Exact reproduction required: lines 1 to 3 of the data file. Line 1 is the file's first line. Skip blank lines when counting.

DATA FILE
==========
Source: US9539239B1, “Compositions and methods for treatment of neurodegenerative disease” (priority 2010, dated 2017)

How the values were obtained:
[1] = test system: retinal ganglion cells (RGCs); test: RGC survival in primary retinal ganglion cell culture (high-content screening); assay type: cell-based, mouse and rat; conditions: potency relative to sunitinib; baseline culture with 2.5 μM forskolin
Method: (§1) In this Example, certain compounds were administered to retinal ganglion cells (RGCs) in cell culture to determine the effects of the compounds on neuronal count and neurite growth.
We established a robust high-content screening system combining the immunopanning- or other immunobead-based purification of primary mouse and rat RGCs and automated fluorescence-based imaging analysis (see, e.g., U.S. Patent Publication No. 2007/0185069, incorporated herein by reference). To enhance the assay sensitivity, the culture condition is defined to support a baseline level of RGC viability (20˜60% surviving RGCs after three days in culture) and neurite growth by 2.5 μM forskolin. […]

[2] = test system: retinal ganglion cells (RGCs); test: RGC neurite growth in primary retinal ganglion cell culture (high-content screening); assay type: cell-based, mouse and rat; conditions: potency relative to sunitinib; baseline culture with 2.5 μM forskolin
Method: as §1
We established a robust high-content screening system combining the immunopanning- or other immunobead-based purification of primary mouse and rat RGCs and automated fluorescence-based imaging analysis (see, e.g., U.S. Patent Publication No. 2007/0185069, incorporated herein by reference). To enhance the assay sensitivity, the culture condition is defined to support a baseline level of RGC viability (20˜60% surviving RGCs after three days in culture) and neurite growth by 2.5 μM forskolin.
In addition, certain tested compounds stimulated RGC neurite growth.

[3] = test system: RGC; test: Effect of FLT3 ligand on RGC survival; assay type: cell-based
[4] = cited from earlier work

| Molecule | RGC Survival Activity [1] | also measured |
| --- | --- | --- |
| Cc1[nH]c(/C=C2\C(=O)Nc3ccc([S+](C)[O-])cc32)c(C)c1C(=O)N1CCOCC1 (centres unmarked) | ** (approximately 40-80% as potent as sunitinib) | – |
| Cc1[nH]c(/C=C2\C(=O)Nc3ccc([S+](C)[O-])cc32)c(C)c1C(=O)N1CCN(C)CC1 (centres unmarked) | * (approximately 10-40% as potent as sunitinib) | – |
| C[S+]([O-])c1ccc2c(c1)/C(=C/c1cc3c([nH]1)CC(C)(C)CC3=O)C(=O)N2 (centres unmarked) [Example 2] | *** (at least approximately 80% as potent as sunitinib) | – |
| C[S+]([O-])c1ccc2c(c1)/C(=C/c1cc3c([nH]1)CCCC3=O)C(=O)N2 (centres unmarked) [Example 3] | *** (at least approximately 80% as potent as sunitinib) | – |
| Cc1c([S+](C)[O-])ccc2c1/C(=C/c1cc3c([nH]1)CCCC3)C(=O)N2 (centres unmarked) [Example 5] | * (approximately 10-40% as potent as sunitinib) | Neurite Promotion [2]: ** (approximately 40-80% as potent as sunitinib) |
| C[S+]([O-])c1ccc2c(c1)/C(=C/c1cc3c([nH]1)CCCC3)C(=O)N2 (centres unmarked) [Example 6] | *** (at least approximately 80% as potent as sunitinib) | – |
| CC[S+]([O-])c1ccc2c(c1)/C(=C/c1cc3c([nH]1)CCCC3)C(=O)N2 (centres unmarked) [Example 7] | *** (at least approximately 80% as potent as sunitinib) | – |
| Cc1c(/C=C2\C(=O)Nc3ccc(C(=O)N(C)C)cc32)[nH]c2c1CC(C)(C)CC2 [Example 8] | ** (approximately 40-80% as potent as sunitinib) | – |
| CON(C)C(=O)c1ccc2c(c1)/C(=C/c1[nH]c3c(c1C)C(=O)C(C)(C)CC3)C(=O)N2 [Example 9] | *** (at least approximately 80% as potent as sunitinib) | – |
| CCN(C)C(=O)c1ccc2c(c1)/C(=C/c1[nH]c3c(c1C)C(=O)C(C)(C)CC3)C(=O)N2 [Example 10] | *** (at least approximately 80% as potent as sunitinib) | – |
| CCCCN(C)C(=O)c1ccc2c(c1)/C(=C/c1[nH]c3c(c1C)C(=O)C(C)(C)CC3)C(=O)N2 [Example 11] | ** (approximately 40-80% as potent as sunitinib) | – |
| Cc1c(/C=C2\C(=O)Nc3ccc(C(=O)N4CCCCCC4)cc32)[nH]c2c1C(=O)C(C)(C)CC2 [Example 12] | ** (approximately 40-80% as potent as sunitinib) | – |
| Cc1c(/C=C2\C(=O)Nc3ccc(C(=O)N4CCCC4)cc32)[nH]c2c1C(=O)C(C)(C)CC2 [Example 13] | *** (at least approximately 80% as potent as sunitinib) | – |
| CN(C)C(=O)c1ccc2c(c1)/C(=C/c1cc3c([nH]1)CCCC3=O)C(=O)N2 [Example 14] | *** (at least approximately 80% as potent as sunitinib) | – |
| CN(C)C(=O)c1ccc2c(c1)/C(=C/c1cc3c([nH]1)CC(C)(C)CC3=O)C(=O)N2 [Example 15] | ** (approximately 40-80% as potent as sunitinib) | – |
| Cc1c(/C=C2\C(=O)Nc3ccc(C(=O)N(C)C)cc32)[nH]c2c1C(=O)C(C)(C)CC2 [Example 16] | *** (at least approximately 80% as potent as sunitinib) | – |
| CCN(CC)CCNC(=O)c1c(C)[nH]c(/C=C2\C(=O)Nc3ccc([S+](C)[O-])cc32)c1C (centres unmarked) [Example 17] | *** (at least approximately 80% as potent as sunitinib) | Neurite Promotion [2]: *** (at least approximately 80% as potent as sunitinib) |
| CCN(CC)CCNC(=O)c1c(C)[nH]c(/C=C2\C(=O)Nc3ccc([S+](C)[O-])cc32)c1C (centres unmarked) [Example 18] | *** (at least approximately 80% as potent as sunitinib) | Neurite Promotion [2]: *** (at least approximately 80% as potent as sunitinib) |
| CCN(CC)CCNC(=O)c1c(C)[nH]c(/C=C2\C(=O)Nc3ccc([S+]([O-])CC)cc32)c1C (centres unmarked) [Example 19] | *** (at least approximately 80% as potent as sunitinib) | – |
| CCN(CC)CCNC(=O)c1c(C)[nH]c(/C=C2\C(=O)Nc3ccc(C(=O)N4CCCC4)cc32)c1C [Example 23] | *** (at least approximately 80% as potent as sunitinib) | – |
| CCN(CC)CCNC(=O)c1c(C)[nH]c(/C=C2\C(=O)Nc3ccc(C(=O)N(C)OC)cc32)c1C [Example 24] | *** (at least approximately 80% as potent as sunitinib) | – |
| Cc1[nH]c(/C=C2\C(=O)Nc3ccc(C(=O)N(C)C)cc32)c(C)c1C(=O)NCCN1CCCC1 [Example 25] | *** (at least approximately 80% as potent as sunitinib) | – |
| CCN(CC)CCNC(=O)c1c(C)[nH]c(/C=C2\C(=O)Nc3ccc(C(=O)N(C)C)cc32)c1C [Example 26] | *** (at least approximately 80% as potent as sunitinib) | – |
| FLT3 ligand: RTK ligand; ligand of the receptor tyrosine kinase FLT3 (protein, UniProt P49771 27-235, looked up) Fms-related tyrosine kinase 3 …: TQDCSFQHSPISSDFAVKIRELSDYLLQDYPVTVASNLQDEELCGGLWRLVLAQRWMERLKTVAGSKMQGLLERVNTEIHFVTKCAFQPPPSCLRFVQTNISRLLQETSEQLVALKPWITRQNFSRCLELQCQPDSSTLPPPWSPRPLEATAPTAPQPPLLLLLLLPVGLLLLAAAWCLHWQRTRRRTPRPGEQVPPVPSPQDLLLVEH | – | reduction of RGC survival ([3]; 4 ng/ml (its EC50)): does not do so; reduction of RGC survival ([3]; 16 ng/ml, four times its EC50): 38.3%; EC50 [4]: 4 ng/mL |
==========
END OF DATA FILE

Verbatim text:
Source: US9539239B1, “Compositions and methods for treatment of neurodegenerative disease” (priority 2010, dated 2017)

How the values were obtained:
[1] = test system: retinal ganglion cells (RGCs); test: RGC survival in primary retinal ganglion cell culture (high-content screening); assay type: cell-based, mouse and rat; conditions: potency relative to sunitinib; baseline culture with 2.5 μM forskolin